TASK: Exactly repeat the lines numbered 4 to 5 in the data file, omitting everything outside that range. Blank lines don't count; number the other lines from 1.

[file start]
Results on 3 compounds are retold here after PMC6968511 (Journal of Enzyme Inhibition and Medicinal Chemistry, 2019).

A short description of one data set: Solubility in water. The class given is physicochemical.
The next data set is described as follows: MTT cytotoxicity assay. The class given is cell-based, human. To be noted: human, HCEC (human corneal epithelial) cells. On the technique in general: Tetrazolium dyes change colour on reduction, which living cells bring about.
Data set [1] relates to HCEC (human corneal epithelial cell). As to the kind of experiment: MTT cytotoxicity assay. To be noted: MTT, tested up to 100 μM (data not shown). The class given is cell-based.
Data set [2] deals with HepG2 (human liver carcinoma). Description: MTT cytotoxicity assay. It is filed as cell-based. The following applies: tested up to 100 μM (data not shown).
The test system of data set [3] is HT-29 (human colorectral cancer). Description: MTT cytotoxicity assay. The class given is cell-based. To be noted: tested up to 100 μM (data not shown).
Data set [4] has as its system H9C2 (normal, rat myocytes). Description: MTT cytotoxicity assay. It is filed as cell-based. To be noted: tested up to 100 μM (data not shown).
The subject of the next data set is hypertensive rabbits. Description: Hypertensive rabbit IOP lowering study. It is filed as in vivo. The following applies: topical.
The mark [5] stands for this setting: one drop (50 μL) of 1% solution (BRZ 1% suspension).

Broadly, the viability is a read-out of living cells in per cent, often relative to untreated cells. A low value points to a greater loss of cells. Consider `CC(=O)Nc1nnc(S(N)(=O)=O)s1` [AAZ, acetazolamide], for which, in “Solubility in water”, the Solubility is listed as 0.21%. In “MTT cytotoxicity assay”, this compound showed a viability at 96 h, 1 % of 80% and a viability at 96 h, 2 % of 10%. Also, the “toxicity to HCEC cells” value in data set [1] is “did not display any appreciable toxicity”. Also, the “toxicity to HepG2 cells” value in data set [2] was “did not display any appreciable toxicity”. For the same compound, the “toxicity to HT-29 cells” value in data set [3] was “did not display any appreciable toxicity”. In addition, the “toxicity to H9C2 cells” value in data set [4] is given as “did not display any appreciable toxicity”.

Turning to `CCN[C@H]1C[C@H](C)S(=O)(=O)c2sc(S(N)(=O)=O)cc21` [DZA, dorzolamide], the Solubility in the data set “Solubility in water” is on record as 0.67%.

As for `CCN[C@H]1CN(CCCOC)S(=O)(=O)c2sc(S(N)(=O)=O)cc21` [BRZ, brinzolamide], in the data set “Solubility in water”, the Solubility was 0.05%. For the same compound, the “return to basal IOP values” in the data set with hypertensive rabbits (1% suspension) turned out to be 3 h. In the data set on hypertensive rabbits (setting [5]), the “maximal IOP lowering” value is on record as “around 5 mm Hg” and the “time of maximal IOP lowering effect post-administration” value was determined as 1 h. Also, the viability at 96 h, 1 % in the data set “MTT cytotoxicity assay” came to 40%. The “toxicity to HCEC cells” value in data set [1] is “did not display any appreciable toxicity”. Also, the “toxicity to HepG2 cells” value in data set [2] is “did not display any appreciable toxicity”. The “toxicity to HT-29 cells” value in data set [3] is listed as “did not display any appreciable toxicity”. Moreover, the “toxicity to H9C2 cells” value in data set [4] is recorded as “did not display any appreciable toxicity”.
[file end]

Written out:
Data set [1] relates to HCEC (human corneal epithelial cell). As to the kind of experiment: MTT cytotoxicity assay. To be noted: MTT, tested up to 100 μM (data not shown). The class given is cell-based.
Data set [2] deals with HepG2 (human liver carcinoma). Description: MTT cytotoxicity assay. It is filed as cell-based. The following applies: tested up to 100 μM (data not shown).